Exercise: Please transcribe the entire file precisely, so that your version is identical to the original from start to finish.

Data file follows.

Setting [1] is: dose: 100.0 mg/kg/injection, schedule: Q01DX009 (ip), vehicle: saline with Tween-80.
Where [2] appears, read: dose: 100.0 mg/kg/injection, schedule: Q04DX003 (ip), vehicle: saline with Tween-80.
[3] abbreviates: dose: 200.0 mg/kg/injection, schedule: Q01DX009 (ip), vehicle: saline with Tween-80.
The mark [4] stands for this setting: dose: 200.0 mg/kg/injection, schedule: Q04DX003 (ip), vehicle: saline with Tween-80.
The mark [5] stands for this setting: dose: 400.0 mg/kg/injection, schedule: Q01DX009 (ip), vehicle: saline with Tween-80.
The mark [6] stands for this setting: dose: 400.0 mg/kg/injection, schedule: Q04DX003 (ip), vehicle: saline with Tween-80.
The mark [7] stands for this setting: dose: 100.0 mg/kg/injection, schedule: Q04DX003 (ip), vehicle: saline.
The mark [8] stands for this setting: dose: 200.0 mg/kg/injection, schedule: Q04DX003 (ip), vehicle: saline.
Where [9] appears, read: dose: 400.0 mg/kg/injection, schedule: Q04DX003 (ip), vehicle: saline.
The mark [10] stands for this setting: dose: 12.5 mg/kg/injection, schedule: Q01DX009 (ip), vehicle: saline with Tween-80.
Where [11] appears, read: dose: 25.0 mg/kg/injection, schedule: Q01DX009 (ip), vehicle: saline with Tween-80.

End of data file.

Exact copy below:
Setting [1] is: dose: 100.0 mg/kg/injection, schedule: Q01DX009 (ip), vehicle: saline with Tween-80.
Where [2] appears, read: dose: 100.0 mg/kg/injection, schedule: Q04DX003 (ip), vehicle: saline with Tween-80.
[3] abbreviates: dose: 200.0 mg/kg/injection, schedule: Q01DX009 (ip), vehicle: saline with Tween-80.
The mark [4] stands for this setting: dose: 200.0 mg/kg/injection, schedule: Q04DX003 (ip), vehicle: saline with Tween-80.
The mark [5] stands for this setting: dose: 400.0 mg/kg/injection, schedule: Q01DX009 (ip), vehicle: saline with Tween-80.
The mark [6] stands for this setting: dose: 400.0 mg/kg/injection, schedule: Q04DX003 (ip), vehicle: saline with Tween-80.
The mark [7] stands for this setting: dose: 100.0 mg/kg/injection, schedule: Q04DX003 (ip), vehicle: saline.
The mark [8] stands for this setting: dose: 200.0 mg/kg/injection, schedule: Q04DX003 (ip), vehicle: saline.
Where [9] appears, read: dose: 400.0 mg/kg/injection, schedule: Q04DX003 (ip), vehicle: saline.
The mark [10] stands for this setting: dose: 12.5 mg/kg/injection, schedule: Q01DX009 (ip), vehicle: saline with Tween-80.
Where [11] appears, read: dose: 25.0 mg/kg/injection, schedule: Q01DX009 (ip), vehicle: saline with Tween-80.